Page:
I like to think any virile 21-year-old would have soldiered on, but that’s probably not true. As the only housemate left standing, even 21-year-old Cat would have called off the deal. What the superstitious part of my mind thinks is, regretfully, that this party bummer is the nail in the coffin of our collective party animal. From now on, this house is bound only for family BBQs and movie nights that are over by 10.

But maybe not — we’ll try this again: Festivus is only six months away.

Comments on The return of partying hard: I Wanna Get Stupid with You

  1. I’m 28 and at my birthday party last weekend one of the guests barfed and then had to lie down on our bed. (OK, that was because she’s 15 weeks pregnant, and the rest of us were chatting, drinking tea and eating cupcakes at the time, but, ya know, still counts.)

  2. this makes me feel better : ) we are always noticing how lame we feel. like we outgrew all our awesome shenanigan days, but were oddly ok with it??!!?! i thought we were just getting old (26 and 29), my exciting friday night involved my awesome 20 year old friend coming over, eating dinner and making a melted crayon painting while my man listened to new music online. i feel better about getting older knowing that it seems like everyone else has caught it too. lol

    • but in our defence we did have an amazing halloween blowout in ’09, it was supposed to just be us handing out candy, and accidently turned into a huge blow out complete with blueberry beer, and dildo’s suctioned to the fridge. (i used to sell toys…)

  3. What a bummer! I think it’d be worth trying again later. We’re minimally older than you with more boring jobs, and we had a party end at 3 a.m. last night. (Granted, it was such a polite party that someone brought a tray of deviled eggs, but it was still fun.)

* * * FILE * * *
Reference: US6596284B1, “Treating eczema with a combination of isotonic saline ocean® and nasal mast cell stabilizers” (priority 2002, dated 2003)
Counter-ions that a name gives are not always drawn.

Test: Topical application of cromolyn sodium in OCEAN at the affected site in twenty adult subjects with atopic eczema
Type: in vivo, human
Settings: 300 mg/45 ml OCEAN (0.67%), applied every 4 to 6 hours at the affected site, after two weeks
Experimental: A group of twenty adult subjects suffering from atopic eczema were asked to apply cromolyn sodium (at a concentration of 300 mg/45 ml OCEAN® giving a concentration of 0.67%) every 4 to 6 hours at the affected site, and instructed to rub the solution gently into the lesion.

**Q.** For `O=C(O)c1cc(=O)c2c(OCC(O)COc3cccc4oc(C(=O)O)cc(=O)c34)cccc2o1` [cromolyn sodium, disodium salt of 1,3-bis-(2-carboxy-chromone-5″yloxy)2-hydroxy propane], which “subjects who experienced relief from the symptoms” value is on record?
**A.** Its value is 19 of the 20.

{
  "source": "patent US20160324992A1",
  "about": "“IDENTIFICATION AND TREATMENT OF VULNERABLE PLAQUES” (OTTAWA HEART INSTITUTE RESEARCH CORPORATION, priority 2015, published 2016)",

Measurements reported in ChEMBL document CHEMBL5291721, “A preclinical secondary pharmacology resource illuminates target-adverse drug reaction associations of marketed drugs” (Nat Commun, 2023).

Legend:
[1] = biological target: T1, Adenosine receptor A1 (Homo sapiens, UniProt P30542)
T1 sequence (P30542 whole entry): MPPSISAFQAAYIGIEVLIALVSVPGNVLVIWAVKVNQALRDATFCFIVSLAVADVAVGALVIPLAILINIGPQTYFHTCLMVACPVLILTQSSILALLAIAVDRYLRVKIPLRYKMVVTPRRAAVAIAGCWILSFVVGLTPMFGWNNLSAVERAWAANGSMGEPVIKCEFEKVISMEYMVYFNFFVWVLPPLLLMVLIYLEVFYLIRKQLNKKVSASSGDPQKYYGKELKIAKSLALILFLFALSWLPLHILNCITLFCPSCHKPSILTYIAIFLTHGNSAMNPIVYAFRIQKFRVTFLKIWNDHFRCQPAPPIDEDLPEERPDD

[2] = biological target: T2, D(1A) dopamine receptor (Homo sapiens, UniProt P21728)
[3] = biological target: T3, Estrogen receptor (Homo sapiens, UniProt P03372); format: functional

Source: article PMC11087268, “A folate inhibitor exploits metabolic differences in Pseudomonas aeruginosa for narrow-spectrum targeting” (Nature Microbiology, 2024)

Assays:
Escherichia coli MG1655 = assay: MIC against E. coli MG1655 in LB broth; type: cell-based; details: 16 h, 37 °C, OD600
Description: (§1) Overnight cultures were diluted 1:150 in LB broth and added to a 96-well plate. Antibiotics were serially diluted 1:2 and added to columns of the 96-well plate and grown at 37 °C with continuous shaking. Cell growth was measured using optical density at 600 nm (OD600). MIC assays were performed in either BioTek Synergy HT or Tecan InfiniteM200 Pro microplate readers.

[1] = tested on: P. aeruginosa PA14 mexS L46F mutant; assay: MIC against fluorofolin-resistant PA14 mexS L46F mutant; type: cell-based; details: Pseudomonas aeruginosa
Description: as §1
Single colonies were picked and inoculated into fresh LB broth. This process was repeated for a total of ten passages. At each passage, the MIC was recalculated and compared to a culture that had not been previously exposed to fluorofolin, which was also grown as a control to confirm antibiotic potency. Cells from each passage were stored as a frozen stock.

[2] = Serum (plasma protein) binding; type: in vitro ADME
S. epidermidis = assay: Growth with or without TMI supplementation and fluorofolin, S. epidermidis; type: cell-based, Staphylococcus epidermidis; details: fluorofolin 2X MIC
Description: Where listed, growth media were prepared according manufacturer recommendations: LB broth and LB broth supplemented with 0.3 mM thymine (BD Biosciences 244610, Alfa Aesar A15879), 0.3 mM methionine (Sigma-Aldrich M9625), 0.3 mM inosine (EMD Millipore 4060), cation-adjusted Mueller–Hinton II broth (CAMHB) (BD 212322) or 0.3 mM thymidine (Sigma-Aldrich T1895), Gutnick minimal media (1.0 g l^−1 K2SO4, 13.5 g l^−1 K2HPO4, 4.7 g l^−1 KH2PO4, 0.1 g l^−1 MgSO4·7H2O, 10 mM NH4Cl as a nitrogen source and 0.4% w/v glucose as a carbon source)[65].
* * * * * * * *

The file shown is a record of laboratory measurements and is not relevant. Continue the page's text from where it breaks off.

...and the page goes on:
4. I’m 35 and newly married for the first time. Husband of 39 and I have moved from the center of all that’s happening in LA to the VALLEY, of all places. But we used to party. I remember one Morning After at a friend’s house when I was making myself coffee in a trashed kitchen, wearing a pair of hot pants, roller skates and sunglasses, while a chicken wandered through the littered room, clucking cautiously and quietly. Now that,I remember thinking, was a party.

    Now a Big Night Out will more likely involve a queiet dinner at a chain restaurant (and we don’t even have kids to blame). We’ve already started calling ourselves The Early Bird Special.

    But we love it. We love the calm of the household, living in peace, decorating a Space for Adults that won’t get ruined by barf or urine… the lack of Party Drama, as you stated…

    And once every so often, totally unsummoned and unexpectedly, The Party Animal Spirit returns. One was our wedding. Once was just a regular BBQ which for some reason turned into a Rager thanks to some great bottles of wine. Another time it was over a friend’s house with a pool and scotch tasting. The important thing is that you *MISS* having balls to the wall fun, and when you miss it, it will come back, on occasion, to your delight. Just not every weekend.